Of Banksia and Birdies

Bird’s eye view of Kangaeroo Corner

It’s the most glorious day of the year so far in terms of weather and I am sitting in my back office, stuffing myself full of chocolate and lollies and preoccupied with bloody banksia and birds.

I’m stuck here because I’m waiting on delivery of the newest member of Kangaeroo Corner, a hairpin banksia that I am positive is going to be worth the wait.

For me, no flower is more iconic of Australia than the banksia.

And it holds a place in Australian folklore, named after Sir Joseph Banks, an 18th-century British naturalist who accompanied Capt. James Cook on the navigation of the northeast coast of the country that led to European colonization (or invasion, as most Indigenous Australians view it). Banks would take the banksia, acacia and eucalyptus from Australia and spread it around the world.

Even more iconic for me, though, is an anthropomorphized version of the hairpin banksia called the Banksia Men terrorized my early childhood.

Big Bad Banksia Men

Banksia Men were the villains in the delightful tales composed by May Gibbs, an early 20th century Australian author who wrote stories for young children featuring native Australian flora and fauna, most notably The Complete Adventures of Snugglepot and Cuddlepie.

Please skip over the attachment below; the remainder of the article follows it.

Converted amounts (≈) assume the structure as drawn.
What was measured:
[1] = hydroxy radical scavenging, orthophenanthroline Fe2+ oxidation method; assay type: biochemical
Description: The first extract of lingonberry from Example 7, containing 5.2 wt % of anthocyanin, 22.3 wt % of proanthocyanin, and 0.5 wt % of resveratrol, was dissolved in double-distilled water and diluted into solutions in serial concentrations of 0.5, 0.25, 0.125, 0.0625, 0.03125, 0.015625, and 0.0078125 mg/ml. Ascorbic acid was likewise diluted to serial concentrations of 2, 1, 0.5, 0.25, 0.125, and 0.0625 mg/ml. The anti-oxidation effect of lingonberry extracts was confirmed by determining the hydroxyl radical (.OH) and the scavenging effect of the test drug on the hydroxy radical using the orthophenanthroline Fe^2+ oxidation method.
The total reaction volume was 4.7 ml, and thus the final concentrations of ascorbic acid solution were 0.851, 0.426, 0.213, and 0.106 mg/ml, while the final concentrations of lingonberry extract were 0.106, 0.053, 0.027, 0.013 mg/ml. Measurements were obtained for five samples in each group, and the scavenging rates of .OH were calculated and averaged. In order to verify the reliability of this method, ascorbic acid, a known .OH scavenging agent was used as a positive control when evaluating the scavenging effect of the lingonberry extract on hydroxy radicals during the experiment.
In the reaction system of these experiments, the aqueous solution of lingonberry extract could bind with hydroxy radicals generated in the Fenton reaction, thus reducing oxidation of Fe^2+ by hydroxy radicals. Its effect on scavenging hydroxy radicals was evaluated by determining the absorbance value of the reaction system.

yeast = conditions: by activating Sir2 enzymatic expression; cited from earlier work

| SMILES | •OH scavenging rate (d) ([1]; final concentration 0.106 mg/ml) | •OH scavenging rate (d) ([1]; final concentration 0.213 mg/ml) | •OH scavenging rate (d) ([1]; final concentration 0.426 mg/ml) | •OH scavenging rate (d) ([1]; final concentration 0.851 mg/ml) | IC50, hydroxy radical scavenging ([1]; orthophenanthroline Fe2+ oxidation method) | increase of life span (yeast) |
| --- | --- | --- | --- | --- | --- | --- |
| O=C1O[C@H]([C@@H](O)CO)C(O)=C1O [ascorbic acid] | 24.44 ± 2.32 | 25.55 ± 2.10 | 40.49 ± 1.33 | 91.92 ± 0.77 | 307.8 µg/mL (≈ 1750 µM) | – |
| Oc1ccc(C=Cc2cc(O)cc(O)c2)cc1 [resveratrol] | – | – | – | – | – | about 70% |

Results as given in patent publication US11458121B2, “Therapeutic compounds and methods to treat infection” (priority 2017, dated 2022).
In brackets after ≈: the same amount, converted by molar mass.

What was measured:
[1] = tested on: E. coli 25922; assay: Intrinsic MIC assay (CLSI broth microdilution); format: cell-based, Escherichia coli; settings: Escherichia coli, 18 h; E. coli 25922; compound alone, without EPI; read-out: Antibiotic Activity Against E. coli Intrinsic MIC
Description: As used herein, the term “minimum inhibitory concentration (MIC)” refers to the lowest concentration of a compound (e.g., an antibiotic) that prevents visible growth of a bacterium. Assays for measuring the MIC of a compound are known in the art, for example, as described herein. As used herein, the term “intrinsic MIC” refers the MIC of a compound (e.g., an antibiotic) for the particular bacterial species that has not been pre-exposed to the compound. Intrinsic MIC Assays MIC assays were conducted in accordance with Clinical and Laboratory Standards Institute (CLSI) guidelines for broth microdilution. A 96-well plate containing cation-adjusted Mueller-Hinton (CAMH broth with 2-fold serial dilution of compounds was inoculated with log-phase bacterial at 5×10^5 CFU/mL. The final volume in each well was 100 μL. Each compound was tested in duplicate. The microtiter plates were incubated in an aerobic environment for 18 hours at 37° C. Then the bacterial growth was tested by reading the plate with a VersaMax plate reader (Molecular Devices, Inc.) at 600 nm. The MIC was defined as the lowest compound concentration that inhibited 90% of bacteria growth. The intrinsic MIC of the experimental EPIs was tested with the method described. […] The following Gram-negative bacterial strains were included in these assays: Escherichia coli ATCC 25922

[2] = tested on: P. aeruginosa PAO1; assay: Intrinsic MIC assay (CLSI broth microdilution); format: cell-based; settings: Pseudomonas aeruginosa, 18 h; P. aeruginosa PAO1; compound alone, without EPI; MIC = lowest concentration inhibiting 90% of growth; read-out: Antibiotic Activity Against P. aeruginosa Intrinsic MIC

Anyway, I digress…a little bit, at least.

While I was waiting, there wasn’t much else to do than clean the house and garden.

I was shocked yesterday to learn that I had, indeed, destroyed the mower during the May working bee even though I thought I’d fixed it.

Worse still, I discovered that while trying to mow the lawn, which was still sodden following a week of virtually unhalted rain.

But, I borrowed a weed whipper from the estate office and cut the grass. I initially put the clippings in the kangaroo paw pots I’ve set up, but thought they were perhaps creating too much humidity and it would harm the plants, which like the dry, light heat of their native western Australia.

Waiting with me is our bird, who continues to sit on her eggs and appears poised to add to their number.

She looks a little lethargic and she worries me sick with fear of binding. She won’t eat the calcium I leave for her.

And…the banksia finally arrived just after 3 p.m. It was boxed with tremendous care and meticulousness and looked to be a flourishing picture of health.

Dino came to life, too, with the box presenting her with a new opportunity to tear something to shreds and use it in her nest.

Originally my plan was to leave the banksia in its pot rather than plant it in the harsher weather conditions of the rainy season.

For the time being, she’s in her pot alongside the Fountain of Strewth.

It’s a hardy tree. I’m thinking now might be as good a time as any. Mrs. Kangaeroo will need to be consulted!

Welcoming the Hairpin Banksia

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